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CENSUS METROPOLITAN AREAS
- On July 1, 2013, 24,517,700 people, or slightly more than two-thirds (69.7%) of the Canadian population, were living in a census metropolitan area (CMA).
- Between July 1, 2012 and July 1, 2013, Calgary recorded a growth rate of 42.6 per thousand - the highest population increase recorded by a CMA since 1996/1997.
- Alberta and Saskatchewan CMAs recorded the largest population growth rates in Canada during the 2012/2013 period. Following Calgary, the next highest population growth rates were observed in the CMAs of Saskatoon, Edmonton and Regina with annual population increases of 38.7 per thousand, 37.8 per thousand and 30.9 per thousand respectively.
- Saint John (N.B.) was the only CMA to register a population decrease (-5.0 per thousand) between July 1, 2012 and July 1, 2013.
- With a population growth rate of 45.5 per thousand, the economic region (ER) of Wood Buffalo-Cold Lake in Alberta was the fastest growing ER in 2012/2013. The strongest population decrease was recorded in the Cape Breton ER (-17.0 per thousand) in Nova Scotia.
- On July 1, 2013, the ER of Gaspésie-Îles-de-la-Madeleine in Quebec had a median age of 50.1 years. For the first time, the median age of an ER has exceeded the symbolical threshold of 50 years.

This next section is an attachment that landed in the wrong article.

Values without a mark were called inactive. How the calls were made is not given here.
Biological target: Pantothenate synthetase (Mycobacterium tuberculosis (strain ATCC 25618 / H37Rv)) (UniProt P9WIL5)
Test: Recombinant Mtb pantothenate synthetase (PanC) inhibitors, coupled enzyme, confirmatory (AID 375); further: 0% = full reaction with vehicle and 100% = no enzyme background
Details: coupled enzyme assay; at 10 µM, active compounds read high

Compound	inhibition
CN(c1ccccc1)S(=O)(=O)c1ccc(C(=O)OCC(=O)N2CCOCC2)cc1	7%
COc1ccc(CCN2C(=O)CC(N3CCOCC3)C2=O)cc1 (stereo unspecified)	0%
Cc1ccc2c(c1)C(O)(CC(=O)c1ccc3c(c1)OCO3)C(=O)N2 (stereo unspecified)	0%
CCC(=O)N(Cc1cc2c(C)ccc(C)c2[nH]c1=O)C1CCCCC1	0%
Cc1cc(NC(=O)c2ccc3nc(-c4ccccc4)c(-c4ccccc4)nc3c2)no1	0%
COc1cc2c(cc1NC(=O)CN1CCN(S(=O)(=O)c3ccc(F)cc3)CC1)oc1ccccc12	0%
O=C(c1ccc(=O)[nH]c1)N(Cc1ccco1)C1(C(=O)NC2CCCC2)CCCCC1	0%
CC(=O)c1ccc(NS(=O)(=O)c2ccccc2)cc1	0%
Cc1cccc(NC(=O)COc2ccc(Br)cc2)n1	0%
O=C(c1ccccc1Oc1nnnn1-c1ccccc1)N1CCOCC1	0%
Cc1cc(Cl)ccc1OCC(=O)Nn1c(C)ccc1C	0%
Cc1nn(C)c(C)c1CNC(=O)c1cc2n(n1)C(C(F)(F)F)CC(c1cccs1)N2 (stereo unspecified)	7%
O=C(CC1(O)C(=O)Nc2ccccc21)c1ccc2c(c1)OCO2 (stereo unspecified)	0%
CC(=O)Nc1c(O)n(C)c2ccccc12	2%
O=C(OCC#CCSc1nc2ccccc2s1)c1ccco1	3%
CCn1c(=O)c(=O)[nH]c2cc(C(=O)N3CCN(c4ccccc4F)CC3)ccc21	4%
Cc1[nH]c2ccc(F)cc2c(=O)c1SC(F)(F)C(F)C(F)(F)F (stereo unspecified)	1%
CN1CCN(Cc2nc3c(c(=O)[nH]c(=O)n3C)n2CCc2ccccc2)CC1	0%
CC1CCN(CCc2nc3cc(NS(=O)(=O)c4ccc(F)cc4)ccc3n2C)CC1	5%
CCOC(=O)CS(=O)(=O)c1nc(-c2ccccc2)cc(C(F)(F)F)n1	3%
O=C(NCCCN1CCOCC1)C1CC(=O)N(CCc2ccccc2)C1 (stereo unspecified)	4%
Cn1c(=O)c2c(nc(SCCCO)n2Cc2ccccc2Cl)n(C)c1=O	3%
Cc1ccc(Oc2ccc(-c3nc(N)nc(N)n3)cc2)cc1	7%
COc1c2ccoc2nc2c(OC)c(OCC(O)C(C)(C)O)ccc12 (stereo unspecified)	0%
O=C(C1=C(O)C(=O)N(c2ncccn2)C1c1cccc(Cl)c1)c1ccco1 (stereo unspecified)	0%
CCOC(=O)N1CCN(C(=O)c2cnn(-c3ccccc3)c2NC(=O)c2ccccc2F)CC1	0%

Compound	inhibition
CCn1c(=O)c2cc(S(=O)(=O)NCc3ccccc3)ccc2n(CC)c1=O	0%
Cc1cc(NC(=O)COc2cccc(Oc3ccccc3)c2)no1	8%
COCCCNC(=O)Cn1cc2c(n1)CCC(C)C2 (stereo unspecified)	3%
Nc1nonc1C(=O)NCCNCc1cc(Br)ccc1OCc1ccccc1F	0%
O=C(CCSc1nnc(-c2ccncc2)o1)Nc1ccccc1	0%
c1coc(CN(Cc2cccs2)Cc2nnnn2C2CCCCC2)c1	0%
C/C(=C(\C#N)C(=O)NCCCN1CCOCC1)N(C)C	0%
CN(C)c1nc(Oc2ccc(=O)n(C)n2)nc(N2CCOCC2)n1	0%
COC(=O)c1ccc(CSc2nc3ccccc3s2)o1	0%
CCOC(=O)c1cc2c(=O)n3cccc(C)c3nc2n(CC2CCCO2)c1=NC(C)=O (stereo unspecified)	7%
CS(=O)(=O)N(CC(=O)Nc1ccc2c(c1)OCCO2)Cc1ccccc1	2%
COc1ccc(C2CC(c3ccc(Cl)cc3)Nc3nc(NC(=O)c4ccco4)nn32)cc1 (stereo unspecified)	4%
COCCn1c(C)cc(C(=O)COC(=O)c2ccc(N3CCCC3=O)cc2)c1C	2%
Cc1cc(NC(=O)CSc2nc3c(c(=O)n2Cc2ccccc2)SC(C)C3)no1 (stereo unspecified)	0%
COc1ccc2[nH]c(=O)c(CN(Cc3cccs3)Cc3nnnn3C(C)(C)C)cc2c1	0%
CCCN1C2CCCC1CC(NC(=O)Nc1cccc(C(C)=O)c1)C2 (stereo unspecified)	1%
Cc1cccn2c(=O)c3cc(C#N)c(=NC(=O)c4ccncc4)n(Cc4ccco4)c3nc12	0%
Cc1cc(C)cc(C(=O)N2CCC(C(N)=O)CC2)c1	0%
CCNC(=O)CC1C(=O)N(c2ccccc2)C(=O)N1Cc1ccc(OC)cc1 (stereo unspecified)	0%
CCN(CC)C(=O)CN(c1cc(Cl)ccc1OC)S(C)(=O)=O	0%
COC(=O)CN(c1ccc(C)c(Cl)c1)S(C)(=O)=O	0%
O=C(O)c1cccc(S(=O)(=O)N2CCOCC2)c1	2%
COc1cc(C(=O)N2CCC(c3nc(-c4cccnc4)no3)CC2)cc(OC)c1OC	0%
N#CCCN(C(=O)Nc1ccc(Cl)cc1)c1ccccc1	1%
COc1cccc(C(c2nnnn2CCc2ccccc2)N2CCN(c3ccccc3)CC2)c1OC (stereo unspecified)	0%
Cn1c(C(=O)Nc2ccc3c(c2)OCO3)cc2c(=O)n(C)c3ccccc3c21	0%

- The fastest growing CD was Division No. 16 (Wood Buffalo) in Alberta with a population growth rate of 65.6 per thousand between July 1, 2012 and July 1, 2013. The CD with the largest population decrease was Victoria, Nova Scotia, with a growth rate of -29.3 per thousand.
- On July 1, 2013, Ontario’s Haliburton CD had the oldest median age, at 54.7 years, and the highest proportion of persons aged 65 years and older, at 29.6%. Nunavut’s Keewatin CD had the highest proportion of people aged under 15 years (33.8%), the smallest proportion of persons aged 65 years and older (3.3%) and the lowest median age (23.3 years).
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